I’ll tell it to the hot, I’ll tell it to the cold. I’ll tell it to the young, I’ll tell it to the old. I don’t want no laughin’, I don’t want no cryin’, and most of all, no signifyin’. This is Petey Greene’s Washington.
— Petey Greene
I did not mean for this to be a Kasi Lemmon’s double feature, but I was taken aback when I saw her name as the director of Talk to Me. I vaguely remember the movie when it was in theaters in 2007. It seemed like a nice enough movie, but I never got the nerve to watch until now. I’m glad I did.
An uptight radio program director, Dewey Hughes (Chiwetel Ejiofor) visits his brother, Milo (Mike Epps) in prison. He comes out of obligation. They overhear an abrasive voice coming over the loudspeaker. It belongs to do Ralph Waldo “Petey” Greene, Jr. (Don Cheadle) who is broadcasting his show out of Warden Smithers (Peter MacNeill) office. Milo has been writing Dewey about Petey.
The station that Dewey works for, WOL is sagging listenership and is looking for a new deejay to replace Sunny Jim Kelsey (Vondie Curtis-Hall) in the morning shift. Dewey doesn’t like Petey’s delivery and tries to leave the prison. Dewey is cornered by Petey’s main squeeze, Vernell (Taraji P. Henson) to give him a chance when he gets out of the joint.
Dewey blindly agree to it. When Petey is released from prison and come barging through the doors asking for the job, Dewey acts stupid about it. After not getting the position, Petey decides to protest the station doors until he could get the position. Dewey asks the station owner, Mr. Sonderling (Martin Sheen) to give him an opportunity.
After a shaky start, Petey becomes a prominent voice of the black community during the civil rights movement in the late 60s. No other station was talking about black issues at the time. People needed to hear the stories that are happening in their community.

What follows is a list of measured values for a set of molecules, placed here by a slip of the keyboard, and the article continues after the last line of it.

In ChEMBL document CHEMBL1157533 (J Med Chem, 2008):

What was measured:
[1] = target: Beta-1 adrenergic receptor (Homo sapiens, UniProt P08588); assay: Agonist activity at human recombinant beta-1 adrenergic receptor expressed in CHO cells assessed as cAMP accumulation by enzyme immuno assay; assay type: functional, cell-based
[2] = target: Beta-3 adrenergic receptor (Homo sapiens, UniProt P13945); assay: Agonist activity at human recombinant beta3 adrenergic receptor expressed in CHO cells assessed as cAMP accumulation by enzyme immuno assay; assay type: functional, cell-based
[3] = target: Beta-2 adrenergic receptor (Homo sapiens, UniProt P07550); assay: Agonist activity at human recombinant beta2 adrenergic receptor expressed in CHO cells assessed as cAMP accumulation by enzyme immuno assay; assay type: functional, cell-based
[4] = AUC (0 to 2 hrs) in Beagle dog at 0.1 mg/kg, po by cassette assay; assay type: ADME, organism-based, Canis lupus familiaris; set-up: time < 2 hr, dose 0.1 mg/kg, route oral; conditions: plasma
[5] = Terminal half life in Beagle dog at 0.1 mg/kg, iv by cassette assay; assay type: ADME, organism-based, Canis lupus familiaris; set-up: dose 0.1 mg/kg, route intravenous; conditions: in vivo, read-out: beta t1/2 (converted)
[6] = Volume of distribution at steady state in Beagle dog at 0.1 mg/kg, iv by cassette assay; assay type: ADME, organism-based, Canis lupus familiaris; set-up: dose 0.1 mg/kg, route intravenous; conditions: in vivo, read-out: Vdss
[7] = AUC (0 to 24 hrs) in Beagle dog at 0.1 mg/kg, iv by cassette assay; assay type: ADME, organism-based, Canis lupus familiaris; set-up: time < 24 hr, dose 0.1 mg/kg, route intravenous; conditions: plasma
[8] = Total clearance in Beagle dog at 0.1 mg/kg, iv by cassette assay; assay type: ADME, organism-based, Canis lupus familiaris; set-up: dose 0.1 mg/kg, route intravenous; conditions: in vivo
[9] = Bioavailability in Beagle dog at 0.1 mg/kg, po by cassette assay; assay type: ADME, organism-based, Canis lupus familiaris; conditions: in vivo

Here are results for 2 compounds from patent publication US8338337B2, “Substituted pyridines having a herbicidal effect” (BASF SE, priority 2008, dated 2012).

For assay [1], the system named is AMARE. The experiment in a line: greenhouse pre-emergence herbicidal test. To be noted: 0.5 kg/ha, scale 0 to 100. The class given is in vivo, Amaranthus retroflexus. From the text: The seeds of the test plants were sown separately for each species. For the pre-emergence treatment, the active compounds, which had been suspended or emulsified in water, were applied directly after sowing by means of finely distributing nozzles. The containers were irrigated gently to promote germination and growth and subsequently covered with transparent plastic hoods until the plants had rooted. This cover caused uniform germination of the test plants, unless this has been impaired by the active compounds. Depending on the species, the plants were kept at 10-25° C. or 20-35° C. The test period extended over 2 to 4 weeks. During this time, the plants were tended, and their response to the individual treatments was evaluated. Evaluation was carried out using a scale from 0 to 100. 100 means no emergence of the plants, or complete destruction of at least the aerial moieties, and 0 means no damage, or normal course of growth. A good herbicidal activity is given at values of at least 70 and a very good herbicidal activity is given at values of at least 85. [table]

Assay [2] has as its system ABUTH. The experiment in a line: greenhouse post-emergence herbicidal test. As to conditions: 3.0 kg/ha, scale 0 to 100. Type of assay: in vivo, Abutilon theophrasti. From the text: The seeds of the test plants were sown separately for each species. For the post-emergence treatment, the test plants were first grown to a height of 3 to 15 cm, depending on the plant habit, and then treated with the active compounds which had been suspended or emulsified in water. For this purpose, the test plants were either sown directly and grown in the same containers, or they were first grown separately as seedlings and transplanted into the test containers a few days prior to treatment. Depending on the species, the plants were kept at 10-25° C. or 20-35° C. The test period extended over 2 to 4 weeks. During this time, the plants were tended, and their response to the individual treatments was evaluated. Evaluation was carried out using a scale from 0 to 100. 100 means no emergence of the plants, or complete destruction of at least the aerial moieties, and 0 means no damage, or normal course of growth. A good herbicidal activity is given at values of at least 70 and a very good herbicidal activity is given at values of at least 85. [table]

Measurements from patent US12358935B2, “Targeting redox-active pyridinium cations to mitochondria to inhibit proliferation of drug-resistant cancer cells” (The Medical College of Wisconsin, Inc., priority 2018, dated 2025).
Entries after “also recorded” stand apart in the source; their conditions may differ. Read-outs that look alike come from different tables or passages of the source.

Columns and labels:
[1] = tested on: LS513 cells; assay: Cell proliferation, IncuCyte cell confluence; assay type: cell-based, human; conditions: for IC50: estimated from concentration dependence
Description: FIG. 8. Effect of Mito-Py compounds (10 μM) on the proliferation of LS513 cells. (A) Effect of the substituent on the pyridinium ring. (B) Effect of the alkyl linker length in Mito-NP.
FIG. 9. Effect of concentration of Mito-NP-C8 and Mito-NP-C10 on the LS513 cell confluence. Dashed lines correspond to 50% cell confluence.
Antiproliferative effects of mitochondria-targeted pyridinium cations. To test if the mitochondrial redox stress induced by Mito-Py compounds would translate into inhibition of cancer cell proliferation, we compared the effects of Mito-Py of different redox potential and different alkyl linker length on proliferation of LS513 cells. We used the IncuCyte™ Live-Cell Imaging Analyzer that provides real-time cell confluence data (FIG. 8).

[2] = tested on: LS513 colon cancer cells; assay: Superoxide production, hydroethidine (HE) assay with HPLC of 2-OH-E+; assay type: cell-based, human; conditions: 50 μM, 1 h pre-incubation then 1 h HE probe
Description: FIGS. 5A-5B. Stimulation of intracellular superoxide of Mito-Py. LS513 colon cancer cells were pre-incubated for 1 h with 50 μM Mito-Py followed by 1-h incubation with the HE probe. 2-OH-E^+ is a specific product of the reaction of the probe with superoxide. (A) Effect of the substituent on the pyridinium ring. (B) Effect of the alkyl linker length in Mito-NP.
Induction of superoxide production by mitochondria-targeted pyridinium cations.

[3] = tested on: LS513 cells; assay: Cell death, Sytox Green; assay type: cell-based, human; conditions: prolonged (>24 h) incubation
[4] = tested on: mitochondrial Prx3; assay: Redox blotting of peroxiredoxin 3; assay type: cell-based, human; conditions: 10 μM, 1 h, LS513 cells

I was laughing my ass off with this movie. Don Cheadle has a delivery that make you believe that he is this character. I enjoyed the way that Petey told it like it is. He didn’t give a damn about who he offended. Some things needed to be said. I loved that. Chiwetel Ejiofor was great as Dewey. He even won the Indie Spirit Award for his performance. It was well-deserved.
Judgment: I love watching a story about a person that I never heard of and I would like to get the chance to know more.
Counting cards isn’t illegal. It’s frowned upon, like masturbating on an airplane… Maybe since 9/11 when everyone got so damn sensitive. Thanks a lot Bin Laden!
— Alan Garner
The premise is explained in the trailer. On the day of Doug’s (Justin Bartha) wedding, he goes missing after a wild night that the rest of the gang cannot remember.
The movie flashes back two days earlier to Doug talking to his future brother-in-law, Alan Garner (Zach Galifianakis), who is like a idiot savant. He is not friendly with Doug’s other friends, the cocky schoolteacher, Phil (Bradley Cooper) and the dorky dentist, Stu (Ed Helms).
Borrowing Alan’s father’s (Jeffrey Tambor) classic gray Mercedes, the quartet head out towards Sin City for Doug’s bachelor party. After a night of drinking, the guys wake up to a trashed hotel room, a tiger in the bathroom, a chicken and a baby in the closet.
Throughout the course of the movie, the guys have to figure out what happened to Doug and what happened during the time that they blacked out. This leads towards some unexpected situations that they have to confront.
At first glance, you would never think about these three guys as friends, but it works on so many levels. Perfect casting choices.
Bradley Cooper is getting most of the praise in this movie, but Zach Galifianakis was gut-bursting funny. Hands down.
The movie is not perfect. Some of the action set pieces were too convenient that all of the people with guns knew where the trio was at all times.
Judgment: To relieve from a shitty blockbuster summer, take two viewing of this movie and call me in the morning.